An contemporary art gallery in Oslo with highlights from Jeff Koons, Damien Hirst and Takashi Murakami. By far the best museum in Oslo.
Down at the new Oslo Harbor front hides a gem no tourist, casual or cultural, should miss: The Astrup Fearnley Museum of Modern Art. You see, there are those bucket list museums. You have to visit the Louvre, the British Museum and Hermitage (I got a guide to the Hermitage in St. Petersburg you really should read). But to be quite earnest these museums, interesting while they may be, are not fun. It’s something for the sophisticated spectator to celebrate his ennui (now didn’t I put this prettily?)
The Astrup Fearnley Museum (Norwegian: Astrup Fearnley Museet) in Oslo is on a whole different scale. This museum is fun and that’s the reason why I love it so much. But let me show you around a bit.
(Note: I would not recommend visiting this museum with children under 10 – nor reading this blog post)
A tour through the Astrup Fearnley Museum
The entrance alone will take your breath away. Here a monumental manga statue with all too generous proportions greets you and sets the tone for the rest of your visit. Larger than live, Takashi Murakami’s take on sexuality might be a bit ironic, but is nevertheless impressive.
But the tour goes on. Jeff Koons live size china statue of Michael Jackson and his favorite chimp – all gleaming in gold – is just as spectacular.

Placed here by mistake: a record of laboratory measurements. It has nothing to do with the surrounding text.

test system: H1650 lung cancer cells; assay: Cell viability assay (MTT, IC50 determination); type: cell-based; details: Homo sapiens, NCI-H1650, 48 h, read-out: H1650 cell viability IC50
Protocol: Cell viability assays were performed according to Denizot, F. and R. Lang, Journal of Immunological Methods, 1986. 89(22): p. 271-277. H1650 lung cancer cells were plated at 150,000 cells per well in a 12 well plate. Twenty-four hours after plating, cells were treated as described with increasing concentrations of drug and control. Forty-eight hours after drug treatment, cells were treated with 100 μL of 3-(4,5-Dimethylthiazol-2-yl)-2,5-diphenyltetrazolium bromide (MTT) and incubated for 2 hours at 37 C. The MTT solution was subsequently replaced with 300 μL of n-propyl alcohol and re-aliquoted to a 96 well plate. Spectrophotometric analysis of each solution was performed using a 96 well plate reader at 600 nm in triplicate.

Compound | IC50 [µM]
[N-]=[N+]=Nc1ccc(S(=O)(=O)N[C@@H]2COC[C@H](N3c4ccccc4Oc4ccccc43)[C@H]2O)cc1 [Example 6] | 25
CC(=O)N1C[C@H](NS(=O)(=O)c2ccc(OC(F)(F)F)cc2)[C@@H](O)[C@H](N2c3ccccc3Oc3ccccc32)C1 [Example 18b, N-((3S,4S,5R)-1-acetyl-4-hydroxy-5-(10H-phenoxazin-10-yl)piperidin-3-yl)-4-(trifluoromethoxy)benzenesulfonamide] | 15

Damien Hirst, another favorite artist of mine, is featured at the Astrup Fearnley Museum in Oslo with his tryptic “God Alone Knows”. It might be a bit grisly, but lord is it good. Here is the night, it says in golden letters and standing in front of it, there is no escaping the strong pathos of those four words.
And speaking of pathos: Damien Hirsts adam and eve exposed are just as brilliant. What is it you are seeing here? Are those dead bodies? Or is it a couple being made ready for transgender surgery? Some pervert game? Adam and Eve have been depicted since 2.000 years but never in such a profound and condensed way. Sacrilege? Certainly not! Well maybe in terms of making fun off all the artists that came before. Instead of a shy fig leaf there is a bloody tampon!
But not everything at the Astrup Fearnley Museum is pervert or gruesome. Anselm Kiefer’s presentation “The High Priestess/Zweistromland” is a monumental rack of lead and other metals. If it was any smaller, you’d walk past and call it insignificant – but in its largeness also hides its grandness.
Nevertheless sexuality is a big focus of the Astrup Fearnley Museum. A taxidermy of rabits having a threesome? How ingenious is that!
Or take Ida Ekblads “Political Song for Jessica Simpson to Sing”. It’s just a chewing cum on her eyes but it is hitting the whole plastic pop issue in dead center!
Dan Colens tablet says “Meet me around the corner”. And I say: meet me at the Astrup Fearnley Museum any time.
What do you think about the Astrup Fearnley Museum? Would you go? What’s your favorite piece? Let me know in the comments below!